Legislative Update from Brenda Dietrich

April 1, 2019
Heading to First Adjournment

Beginning Monday, April 1st we are in the last week of the regular session and on Friday, April 5th we will gavel out for First Adjournment.  There are a lot of moving parts this next week that have to be addressed in Conference Committee with the Senate.  I’ll post a Newsletter as soon as our work is finished this next week. In the meantime, here is what has happened the past two weeks…….

In our Community

St. Patrick’s Day events!  I was on the HCCI (Housing and Credit Counseling, Inc.) Board for several years and always participate in the Great Topeka Bed Race prior to the St. Patrick’s Day Parade.  We had outstanding weather and some very unique participants this year.  In the picture below you can see how creative the teams were as they raced up and down 10th Street in front of the Capitol!

I served “brunch” at Let’s Help on Saturday, March 30th with Topeka South Rotarians and their family members. We served a lot of folks who came in from the snowy weather! It was so cold that we had Rotarians roaming the dining area with pots of hot coffee!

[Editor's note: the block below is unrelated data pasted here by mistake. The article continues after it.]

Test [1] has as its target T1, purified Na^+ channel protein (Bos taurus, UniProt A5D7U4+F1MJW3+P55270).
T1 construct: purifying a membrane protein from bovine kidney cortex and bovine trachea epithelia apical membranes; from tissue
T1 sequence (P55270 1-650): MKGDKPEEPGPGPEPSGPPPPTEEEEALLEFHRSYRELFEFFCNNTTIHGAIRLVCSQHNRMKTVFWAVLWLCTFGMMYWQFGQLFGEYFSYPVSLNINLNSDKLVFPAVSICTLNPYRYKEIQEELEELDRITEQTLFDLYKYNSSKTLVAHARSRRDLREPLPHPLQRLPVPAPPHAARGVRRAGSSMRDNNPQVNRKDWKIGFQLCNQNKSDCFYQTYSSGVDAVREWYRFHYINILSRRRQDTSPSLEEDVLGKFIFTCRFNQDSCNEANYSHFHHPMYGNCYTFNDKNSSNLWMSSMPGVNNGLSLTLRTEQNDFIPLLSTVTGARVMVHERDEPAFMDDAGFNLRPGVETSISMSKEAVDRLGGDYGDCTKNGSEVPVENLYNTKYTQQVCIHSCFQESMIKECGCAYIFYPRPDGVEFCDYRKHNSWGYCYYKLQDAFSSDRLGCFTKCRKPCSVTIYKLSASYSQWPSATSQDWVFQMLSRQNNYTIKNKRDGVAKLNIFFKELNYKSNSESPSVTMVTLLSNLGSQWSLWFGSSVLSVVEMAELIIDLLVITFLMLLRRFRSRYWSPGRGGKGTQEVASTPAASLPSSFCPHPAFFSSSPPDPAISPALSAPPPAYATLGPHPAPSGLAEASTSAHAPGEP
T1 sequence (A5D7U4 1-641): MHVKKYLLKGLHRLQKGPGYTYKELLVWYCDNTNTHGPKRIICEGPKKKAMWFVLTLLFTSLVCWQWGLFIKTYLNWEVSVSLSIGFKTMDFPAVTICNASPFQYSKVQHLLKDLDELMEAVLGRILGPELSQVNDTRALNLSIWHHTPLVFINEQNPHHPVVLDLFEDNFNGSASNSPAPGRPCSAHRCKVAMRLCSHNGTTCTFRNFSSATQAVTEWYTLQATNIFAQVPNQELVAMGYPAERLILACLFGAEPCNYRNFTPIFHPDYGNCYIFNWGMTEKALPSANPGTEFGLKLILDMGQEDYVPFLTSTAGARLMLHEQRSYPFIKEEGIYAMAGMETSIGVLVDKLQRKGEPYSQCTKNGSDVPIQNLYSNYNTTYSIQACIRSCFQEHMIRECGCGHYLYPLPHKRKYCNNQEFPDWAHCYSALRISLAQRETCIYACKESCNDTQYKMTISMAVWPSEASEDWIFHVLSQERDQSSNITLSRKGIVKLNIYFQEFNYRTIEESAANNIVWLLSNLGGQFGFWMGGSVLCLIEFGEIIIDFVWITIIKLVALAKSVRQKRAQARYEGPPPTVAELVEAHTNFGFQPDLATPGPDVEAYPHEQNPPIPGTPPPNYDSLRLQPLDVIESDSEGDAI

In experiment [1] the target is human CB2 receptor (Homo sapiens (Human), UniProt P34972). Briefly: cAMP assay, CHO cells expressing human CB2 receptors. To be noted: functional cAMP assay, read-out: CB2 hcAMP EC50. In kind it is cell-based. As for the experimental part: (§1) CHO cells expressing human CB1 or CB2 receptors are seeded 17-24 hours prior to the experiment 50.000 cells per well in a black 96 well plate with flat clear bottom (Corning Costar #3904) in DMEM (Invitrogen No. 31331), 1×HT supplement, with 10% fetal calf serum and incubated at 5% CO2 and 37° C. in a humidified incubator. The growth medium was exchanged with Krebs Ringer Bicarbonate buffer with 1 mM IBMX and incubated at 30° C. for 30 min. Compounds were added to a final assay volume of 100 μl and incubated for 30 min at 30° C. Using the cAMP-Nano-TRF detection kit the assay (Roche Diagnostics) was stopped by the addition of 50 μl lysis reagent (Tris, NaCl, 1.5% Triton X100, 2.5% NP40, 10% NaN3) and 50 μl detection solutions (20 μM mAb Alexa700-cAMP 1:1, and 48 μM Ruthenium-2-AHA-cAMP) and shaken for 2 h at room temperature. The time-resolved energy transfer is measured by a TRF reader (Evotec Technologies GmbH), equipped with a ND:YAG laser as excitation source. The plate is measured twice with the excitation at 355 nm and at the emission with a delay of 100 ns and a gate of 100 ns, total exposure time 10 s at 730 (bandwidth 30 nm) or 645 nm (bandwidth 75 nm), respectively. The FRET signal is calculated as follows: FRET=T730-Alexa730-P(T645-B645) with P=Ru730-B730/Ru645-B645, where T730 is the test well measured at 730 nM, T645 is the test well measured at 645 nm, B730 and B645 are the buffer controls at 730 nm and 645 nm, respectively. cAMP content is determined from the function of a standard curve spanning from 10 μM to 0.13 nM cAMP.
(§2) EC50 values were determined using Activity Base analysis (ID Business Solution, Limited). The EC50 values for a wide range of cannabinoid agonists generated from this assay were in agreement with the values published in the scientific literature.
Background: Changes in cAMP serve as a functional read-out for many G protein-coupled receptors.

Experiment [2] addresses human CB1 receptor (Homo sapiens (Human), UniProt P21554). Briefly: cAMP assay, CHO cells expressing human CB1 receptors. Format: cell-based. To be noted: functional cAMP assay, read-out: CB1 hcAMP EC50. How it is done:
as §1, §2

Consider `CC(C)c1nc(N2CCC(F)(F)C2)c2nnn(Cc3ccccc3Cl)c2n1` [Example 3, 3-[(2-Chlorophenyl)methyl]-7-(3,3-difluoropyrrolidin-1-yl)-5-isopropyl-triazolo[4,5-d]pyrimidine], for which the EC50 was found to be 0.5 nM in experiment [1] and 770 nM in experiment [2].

At The Capitol

It was my honor to introduce the seven educators who have been selected as 2018 Master Teachers of the Year to the House on March 24th.  What a talented group of teachers!

Emporia State University established the Kansas Master Teacher awards in 1954. The awards are presented annually to teachers who have served the profession long and well and are simply the “best of the best”.



I had three 7th graders from Lindsborg, Kansas join me as pages on March 12th. Thank you to my niece, Hope Duncan and her classmates, Jordyn Elseth and Kenzie Heline! They had a great time and posed for a picture with Governor Kelly.


Farewell to my Intern, Shelby!

Tuesday, March 26th was the last day for my Washburn University Intern, Shelby Bergeron.  Shelby was with me 2 days each week and helped with special projects, constituent services, and research.  Shelby is a junior at Washburn and hails from Hutchinson.  We wish her all the best!


Important Updates From the Last Two Weeks:

Medicaid Expansion
The House took some unusual measures on Wednesday, March 20th, to find a way to debate Medicaid expansion on the floor.  In a move that most folks think is not very transparent, an amendment was offered to replace the contents of House Bill 2066, a bill that expands the practice authority for APRN’s (Advance Practice Registered Nurses), with Medicaid expansion.  This action is often referred to as a “gut and go.”